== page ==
«

»

Jul 20

Bathroom Remodel: The Cast Iron Fitting

I’m going to start this post out by saying that the cast iron fitting part of the bathroom project was the most unnerving aspect of the whole project.  During this step I never felt 100% comfortable with what was going on or if I was installing it correctly.  It was during these steps I had to chisel at the foundation, use the biggest pipe wrench ever, and cross my fingers for no leaks.  Luckily for me it all worked out and the drainage is still holding strong to this day without leaks.

Bathroom Remodel:  The Cast Iron FittingThis is also kind of part 2 of my previous post on building the raised drainage platform.  In the first part/post, my focus was on the lumber part of the project where I was able to build up the platform.  This post will focus primarily on the connection going from the cast iron fitting into the PVC drainage coming from the shower and toilet.

Throughout the project I did have one set of eyes on me.  The slave driver of the house, the construction site manager, good ol’ Barkley!

Bathroom Remodel:  The Cast Iron FittingYou saw this on the first part, but for those that haven’t this was the contraption that I had to connect into the pipe.  The PVC pipes below are the drainage pieces that actually connect into the toilet and shower.

Bathroom Remodel:  The Cast Iron Fitting Here is a picture of the main drain for the entire house.  For those of you that don’t know.  This pipe goes from the roof of the house all the way down under the foundation and into the drainage pipes of city.  This pipe is also open on top to allow air ventilation to all the stinky smells coming from the great below!

You will also notice that I cut the platform into two top pieces.  I did this so I could work on the shower and toilet separate from one another.  I also did this so I could keep an eye on the connection to make sure there were no leaks for about a two week period.

Bathroom Remodel:  The Cast Iron Fitting

Along with that ventilation I had to install another pipe that went outside to help the water drain from the shower and from the toilet.  Here is a picture of how I tied into exhaust coming from the furnace.

Bathroom Remodel:  The Cast Iron Fitting

Now lets get back to how to connect the Cast Iron Fitting.  The drainage opening into the cast iron was large enough that I had to have some assistance from my father-in-law to find the correct size fitting.  Luckily for me, he knows just the right places to look for things like that and was able to snag me one.

But before I could get that one I had to get out the chisel and hammer and knock some concrete away from around the cast iron.  This was not the most difficult task, but still a little nerve wracking because I didn’t want to accidentally crack the cast iron.  By doing this project myself I’m saving a lot of money.  If you want to know how to spend a lot of money go and crack your main sewer drain coming from your house.

Bathroom Remodel:  The Cast Iron FittingOnce I finally got the area chiseled out enough and few times hitting the fingers with hammer I was done.  Getting the cap off the cast iron wasn’t to bad.  I was able to borrow a pipe wrench from the neighbor that fit the square on the cap and take that off.   Lesson learned here; once you get the cap of your sewer off the room will start to smell like #2 if you catch my drift.  It’s a lovely potpourri to work in!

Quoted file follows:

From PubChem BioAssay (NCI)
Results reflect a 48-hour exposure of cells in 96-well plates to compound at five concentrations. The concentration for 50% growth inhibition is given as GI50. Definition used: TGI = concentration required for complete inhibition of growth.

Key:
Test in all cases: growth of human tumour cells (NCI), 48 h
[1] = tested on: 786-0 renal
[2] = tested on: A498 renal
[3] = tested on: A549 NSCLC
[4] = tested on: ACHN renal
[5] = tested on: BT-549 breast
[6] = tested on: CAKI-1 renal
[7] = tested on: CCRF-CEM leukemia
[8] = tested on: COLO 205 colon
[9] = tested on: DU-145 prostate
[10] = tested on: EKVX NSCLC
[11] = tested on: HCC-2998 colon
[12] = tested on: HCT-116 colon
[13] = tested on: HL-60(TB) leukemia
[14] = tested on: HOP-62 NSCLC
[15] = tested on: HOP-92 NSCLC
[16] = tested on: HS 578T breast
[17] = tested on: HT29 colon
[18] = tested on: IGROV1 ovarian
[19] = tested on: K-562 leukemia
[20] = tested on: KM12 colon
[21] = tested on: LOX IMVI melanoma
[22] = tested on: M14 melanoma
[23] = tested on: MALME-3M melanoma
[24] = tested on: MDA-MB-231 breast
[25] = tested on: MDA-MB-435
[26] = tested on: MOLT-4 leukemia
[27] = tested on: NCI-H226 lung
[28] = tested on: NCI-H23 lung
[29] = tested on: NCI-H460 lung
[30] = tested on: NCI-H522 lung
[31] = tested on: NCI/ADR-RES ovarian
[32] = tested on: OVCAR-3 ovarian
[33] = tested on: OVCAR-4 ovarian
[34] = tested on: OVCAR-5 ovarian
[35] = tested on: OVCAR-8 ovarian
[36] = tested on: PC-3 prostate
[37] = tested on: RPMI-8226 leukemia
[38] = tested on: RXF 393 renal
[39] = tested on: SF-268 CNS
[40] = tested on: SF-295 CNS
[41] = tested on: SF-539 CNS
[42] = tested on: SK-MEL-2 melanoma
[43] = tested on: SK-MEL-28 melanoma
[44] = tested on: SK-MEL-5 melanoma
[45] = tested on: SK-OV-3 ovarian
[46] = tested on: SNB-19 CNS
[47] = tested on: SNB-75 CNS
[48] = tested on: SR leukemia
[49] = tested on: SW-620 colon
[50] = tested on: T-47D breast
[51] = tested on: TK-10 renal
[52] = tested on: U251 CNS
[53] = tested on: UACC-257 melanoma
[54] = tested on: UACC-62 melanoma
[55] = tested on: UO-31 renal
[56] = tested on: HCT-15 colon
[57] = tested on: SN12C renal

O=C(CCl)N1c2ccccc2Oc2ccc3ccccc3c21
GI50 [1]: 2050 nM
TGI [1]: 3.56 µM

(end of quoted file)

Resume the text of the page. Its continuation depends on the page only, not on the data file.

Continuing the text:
Next, it was time to get the cast iron fitting put on the cast iron joint.  Bring in the BIG wrench!  This thing was so big that I had to rent it from an actual plumber because I couldn’t get it around town and they are ridiculous expensive.

Bathroom Remodel:  The Cast Iron Fitting

Here is a pulled back version of the wrench.

Bathroom Remodel:  The Cast Iron Fitting

Needless to say there was some major torque on that fitting.  If that doesn’t get tight enough I will have to tear everything down and fix the leak.  Also, make sure that you cover the ground rules of having the sewer drain open with your wife prior to the flush!!  Very Important!

Once I got the cast iron fitting secured I was ready to build the platform around it and get the shower unit put together.

Bathroom Remodel:  The Cast Iron FittingBathroom Remodel:  The Cast Iron FittingBathroom Remodel:  The Cast Iron FittingI would say in the end it all worked out.  Like I mentioned earlier *knock on wood* there are no leaks up till this point!! That all I have for now.

Keep your eye’s peeled for more bathroom updates.  Don’t forget that you can subscribe to the Fireside Dreamers which will let you know of the latest update on the Bathroom Remodel!

Thanks for reading!  Hope to get the next update soon!

Eric

 

1 comment

  1. mom

    You did a great job on it, Eric. Mike says bathrooms are one of the most difficult home projects to do…and to do correctly and you accomplished it!!! Good for you!

Leave a Reply

Your email address will not be published. Required fields are marked *

You may use these HTML tags and attributes: <a href="" title=""> <abbr title=""> <acronym title=""> <b> <blockquote cite=""> <cite> <code> <del datetime=""> <em> <i> <q cite=""> <s> <strike> <strong>